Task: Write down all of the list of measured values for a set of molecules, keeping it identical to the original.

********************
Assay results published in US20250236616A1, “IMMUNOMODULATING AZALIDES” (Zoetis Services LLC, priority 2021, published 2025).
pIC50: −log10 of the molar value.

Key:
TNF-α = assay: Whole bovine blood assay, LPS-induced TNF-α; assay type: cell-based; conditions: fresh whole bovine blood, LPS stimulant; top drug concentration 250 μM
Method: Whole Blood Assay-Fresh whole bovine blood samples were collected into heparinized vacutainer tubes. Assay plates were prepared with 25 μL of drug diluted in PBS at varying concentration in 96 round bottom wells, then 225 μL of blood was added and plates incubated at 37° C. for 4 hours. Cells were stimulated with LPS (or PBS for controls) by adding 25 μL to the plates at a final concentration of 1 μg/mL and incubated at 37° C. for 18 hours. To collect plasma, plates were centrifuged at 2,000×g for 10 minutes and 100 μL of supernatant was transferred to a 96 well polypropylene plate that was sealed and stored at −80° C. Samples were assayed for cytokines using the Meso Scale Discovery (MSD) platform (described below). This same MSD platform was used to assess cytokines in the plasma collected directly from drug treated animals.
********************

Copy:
Assay results published in US20250236616A1, “IMMUNOMODULATING AZALIDES” (Zoetis Services LLC, priority 2021, published 2025).
pIC50: −log10 of the molar value.

Key:
TNF-α = assay: Whole bovine blood assay, LPS-induced TNF-α; assay type: cell-based; conditions: fresh whole bovine blood, LPS stimulant; top drug concentration 250 μM
Method: Whole Blood Assay-Fresh whole bovine blood samples were collected into heparinized vacutainer tubes. Assay plates were prepared with 25 μL of drug diluted in PBS at varying concentration in 96 round bottom wells, then 225 μL of blood was added and plates incubated at 37° C. for 4 hours. Cells were stimulated with LPS (or PBS for controls) by adding 25 μL to the plates at a final concentration of 1 μg/mL and incubated at 37° C. for 18 hours. To collect plasma, plates were centrifuged at 2,000×g for 10 minutes and 100 μL of supernatant was transferred to a 96 well polypropylene plate that was sealed and stored at −80° C. Samples were assayed for cytokines using the Meso Scale Discovery (MSD) platform (described below). This same MSD platform was used to assess cytokines in the plasma collected directly from drug treated animals.